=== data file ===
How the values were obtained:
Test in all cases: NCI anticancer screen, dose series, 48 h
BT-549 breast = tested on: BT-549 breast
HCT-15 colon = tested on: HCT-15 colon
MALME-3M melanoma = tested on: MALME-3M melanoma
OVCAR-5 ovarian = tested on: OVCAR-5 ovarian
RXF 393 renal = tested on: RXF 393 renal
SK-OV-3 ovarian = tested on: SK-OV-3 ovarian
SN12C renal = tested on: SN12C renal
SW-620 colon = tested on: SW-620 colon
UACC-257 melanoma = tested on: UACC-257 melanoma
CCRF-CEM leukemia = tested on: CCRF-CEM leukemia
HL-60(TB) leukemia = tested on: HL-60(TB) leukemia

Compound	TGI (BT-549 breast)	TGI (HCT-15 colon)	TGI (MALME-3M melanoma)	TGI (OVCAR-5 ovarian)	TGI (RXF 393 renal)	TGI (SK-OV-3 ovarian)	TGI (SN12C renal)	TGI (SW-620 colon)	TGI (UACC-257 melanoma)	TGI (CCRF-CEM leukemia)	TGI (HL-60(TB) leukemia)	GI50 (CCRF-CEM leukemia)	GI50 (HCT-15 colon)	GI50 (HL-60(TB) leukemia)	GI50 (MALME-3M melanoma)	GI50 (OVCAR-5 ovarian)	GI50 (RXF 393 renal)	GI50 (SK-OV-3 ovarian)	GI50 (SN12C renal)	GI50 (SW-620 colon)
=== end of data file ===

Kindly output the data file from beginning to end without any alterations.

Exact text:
How the values were obtained:
Test in all cases: NCI anticancer screen, dose series, 48 h
BT-549 breast = tested on: BT-549 breast
HCT-15 colon = tested on: HCT-15 colon
MALME-3M melanoma = tested on: MALME-3M melanoma
OVCAR-5 ovarian = tested on: OVCAR-5 ovarian
RXF 393 renal = tested on: RXF 393 renal
SK-OV-3 ovarian = tested on: SK-OV-3 ovarian
SN12C renal = tested on: SN12C renal
SW-620 colon = tested on: SW-620 colon
UACC-257 melanoma = tested on: UACC-257 melanoma
CCRF-CEM leukemia = tested on: CCRF-CEM leukemia
HL-60(TB) leukemia = tested on: HL-60(TB) leukemia

Compound	TGI (BT-549 breast)	TGI (HCT-15 colon)	TGI (MALME-3M melanoma)	TGI (OVCAR-5 ovarian)	TGI (RXF 393 renal)	TGI (SK-OV-3 ovarian)	TGI (SN12C renal)	TGI (SW-620 colon)	TGI (UACC-257 melanoma)	TGI (CCRF-CEM leukemia)	TGI (HL-60(TB) leukemia)	GI50 (CCRF-CEM leukemia)	GI50 (HCT-15 colon)	GI50 (HL-60(TB) leukemia)	GI50 (MALME-3M melanoma)	GI50 (OVCAR-5 ovarian)	GI50 (RXF 393 renal)	GI50 (SK-OV-3 ovarian)	GI50 (SN12C renal)	GI50 (SW-620 colon)